Now, you’re a smart person. You read through all this and said to yourself “yeah, duh. But I still have to get to work on time, or else I’d get fired.” And that’s great. I have two jobs and am a full time student. I know what you mean. But since human life is fleeting, I’d like for you to take this idea into consideration when you are reflecting on your own life. Is the time you have really worth sitting through traffic to get to your dead end job, everyday, for the rest of your life? Is it not reasonable to take the week off to see something you’ve never seen before? You’re not just a number, you’re a person. People are special. We have the ability to think for ourselves. You could get up and walk out of this room, right now and—wait come back! What I mean to say is that you can make choices for yourself that change the course of your life. Certainly, you should think of the ramifications, but don’t be so focused on “this will take me a week to do and I don’t have that kind of time, so it’s not worth doing.” Instead, start thinking about things as “I want (or don’t want) to do this. So I’m going to do it, and if it takes a year or a week, then so be it.”



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Hello everyone,


Let’s talk about being broke. You’re broke, I’m broke. We’re all broke. Well, not all of us, but hey, this is the world we live in. If you’re reading this, you probably have some curiosities about financial aspects. First off, I’m not a banker. I don’t have any monetary ties, and these are just opinions. If you are in serious financial trouble, I recommend talking to a professional (though preferably someone you know, since my financial friends tell me that some people in the business like to “hustle” customers).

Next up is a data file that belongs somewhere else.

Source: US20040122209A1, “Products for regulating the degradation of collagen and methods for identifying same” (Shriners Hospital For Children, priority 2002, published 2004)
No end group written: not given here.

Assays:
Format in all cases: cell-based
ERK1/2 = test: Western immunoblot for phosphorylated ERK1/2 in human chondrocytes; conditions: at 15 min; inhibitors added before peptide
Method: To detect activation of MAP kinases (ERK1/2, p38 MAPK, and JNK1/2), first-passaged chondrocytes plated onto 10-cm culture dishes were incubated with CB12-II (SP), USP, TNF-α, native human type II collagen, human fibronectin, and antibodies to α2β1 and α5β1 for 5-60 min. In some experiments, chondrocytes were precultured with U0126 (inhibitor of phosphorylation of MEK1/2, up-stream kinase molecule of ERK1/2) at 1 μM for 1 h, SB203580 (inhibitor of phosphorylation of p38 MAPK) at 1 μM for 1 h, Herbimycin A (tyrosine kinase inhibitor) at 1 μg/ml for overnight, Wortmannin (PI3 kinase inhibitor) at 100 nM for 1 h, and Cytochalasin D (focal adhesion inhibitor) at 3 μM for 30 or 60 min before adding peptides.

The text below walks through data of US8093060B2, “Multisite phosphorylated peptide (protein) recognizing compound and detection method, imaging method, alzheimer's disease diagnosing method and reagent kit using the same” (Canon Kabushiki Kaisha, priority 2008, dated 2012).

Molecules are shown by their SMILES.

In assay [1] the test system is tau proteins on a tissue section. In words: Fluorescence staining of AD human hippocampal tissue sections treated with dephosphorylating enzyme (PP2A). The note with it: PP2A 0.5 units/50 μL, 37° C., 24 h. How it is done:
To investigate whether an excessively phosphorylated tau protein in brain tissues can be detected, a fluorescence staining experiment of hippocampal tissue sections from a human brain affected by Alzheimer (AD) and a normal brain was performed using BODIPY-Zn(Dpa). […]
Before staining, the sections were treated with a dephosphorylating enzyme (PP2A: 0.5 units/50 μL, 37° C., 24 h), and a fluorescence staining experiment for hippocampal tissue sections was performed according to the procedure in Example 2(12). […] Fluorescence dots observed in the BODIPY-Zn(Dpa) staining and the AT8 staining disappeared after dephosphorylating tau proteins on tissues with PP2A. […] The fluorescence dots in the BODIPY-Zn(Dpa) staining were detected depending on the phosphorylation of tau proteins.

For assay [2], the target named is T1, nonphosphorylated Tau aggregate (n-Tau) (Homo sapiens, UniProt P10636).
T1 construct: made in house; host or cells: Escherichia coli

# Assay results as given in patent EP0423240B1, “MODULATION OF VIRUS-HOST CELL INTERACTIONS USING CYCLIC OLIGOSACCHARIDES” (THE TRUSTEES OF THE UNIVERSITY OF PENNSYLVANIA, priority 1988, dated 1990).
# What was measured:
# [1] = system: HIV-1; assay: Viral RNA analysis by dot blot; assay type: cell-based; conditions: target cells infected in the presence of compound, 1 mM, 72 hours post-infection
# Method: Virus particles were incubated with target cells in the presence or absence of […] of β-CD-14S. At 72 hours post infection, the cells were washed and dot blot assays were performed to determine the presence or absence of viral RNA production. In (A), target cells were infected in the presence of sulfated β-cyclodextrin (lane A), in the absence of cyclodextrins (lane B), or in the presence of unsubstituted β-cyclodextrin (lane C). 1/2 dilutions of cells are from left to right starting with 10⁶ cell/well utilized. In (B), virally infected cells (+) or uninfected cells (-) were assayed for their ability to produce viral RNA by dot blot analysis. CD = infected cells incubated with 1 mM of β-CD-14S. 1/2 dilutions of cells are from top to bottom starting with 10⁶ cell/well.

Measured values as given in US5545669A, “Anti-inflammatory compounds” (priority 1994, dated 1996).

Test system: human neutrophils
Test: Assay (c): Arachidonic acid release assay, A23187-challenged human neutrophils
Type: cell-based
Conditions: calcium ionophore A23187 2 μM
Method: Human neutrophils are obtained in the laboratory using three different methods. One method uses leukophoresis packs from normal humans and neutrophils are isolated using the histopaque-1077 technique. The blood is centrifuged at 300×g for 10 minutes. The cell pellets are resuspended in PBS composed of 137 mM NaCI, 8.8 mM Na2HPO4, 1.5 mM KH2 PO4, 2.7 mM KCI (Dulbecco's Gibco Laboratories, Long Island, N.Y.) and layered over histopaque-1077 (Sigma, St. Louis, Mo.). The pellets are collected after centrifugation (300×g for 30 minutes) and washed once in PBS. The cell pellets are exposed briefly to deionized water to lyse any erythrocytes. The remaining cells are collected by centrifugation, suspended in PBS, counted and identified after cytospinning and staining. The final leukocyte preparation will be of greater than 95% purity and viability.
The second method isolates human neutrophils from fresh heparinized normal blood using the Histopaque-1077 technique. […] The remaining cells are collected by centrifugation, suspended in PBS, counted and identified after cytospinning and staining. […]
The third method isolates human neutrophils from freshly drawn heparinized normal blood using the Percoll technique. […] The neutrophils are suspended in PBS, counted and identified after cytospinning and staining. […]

Now, if you have ever read the Penny Hoarder, you have a few cool ideas about saving money or earning more. And that’s fine—I mean, the reason I’m writing this is because I read a post on their website about saving money. Living paycheck to paycheck is hard. That’s pretty simple and if that’s your life, you know it. Solving that problem can be pretty hard. Some people can build budgets, and work within them, but often times that is difficult because we want to have luxuries, either for ourselves or for our family. This is a hard reality, but sometimes luxuries are just that—something extra that you can’t get. If you really want to save your money, you need to cut down on or completely remove the luxuries in your life right now, so that you can have more in the future.